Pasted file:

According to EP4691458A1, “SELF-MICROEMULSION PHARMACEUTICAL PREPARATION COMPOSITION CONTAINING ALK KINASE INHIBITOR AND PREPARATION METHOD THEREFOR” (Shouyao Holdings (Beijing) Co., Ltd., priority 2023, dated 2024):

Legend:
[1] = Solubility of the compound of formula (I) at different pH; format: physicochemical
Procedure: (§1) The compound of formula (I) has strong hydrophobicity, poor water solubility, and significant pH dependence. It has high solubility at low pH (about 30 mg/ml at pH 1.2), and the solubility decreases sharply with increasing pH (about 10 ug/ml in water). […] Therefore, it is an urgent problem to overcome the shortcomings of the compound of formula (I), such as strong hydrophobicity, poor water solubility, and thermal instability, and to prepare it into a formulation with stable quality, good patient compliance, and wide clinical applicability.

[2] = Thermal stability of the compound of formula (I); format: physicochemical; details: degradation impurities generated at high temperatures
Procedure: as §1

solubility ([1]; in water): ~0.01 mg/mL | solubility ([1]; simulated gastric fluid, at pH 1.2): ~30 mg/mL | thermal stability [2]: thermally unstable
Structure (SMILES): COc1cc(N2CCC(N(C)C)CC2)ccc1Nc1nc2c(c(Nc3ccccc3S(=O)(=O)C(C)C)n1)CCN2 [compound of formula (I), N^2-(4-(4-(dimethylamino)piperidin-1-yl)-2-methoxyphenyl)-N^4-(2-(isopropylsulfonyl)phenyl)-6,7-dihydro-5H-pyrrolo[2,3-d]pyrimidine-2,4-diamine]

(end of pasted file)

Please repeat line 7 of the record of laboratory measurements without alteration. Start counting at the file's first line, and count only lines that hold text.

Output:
solubility ([1]; in water): ~0.01 mg/mL | solubility ([1]; simulated gastric fluid, at pH 1.2): ~30 mg/mL | thermal stability [2]: thermally unstable